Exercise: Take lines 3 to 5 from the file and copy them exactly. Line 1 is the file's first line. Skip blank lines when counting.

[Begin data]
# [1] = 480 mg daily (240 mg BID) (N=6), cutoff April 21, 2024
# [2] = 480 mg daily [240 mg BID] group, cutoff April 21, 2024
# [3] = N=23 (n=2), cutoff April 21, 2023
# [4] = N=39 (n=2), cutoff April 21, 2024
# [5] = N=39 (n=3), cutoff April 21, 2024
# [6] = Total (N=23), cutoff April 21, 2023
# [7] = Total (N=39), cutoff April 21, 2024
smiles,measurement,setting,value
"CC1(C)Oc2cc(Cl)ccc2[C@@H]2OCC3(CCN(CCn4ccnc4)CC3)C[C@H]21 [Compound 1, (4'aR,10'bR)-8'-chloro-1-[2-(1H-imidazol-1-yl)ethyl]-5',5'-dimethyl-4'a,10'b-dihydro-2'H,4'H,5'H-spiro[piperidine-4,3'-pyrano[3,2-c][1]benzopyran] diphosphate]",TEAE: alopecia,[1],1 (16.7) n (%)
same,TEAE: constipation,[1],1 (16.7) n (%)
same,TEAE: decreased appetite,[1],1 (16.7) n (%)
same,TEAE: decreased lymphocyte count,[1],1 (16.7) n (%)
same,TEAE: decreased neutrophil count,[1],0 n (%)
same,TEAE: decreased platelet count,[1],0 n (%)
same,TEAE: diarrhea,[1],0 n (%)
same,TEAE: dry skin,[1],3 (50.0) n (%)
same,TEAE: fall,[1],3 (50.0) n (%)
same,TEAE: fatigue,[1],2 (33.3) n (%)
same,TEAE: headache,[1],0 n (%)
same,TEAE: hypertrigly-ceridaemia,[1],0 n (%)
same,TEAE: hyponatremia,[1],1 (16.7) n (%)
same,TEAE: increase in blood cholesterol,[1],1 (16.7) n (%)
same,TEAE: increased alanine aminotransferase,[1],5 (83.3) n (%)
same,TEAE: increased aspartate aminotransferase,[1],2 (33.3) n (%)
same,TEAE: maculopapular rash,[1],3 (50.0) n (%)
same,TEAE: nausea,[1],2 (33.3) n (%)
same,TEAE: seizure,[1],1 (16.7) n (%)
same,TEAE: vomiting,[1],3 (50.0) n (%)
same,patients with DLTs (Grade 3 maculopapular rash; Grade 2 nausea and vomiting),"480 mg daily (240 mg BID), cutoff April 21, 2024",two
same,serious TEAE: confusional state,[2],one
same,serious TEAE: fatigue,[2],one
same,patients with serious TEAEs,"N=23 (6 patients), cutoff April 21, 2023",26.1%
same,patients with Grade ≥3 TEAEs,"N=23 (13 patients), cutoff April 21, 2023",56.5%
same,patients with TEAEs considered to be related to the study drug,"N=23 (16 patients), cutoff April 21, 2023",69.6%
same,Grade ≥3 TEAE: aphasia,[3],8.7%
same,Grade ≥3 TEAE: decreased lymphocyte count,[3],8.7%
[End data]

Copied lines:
# [3] = N=23 (n=2), cutoff April 21, 2023
# [4] = N=39 (n=2), cutoff April 21, 2024
# [5] = N=39 (n=3), cutoff April 21, 2024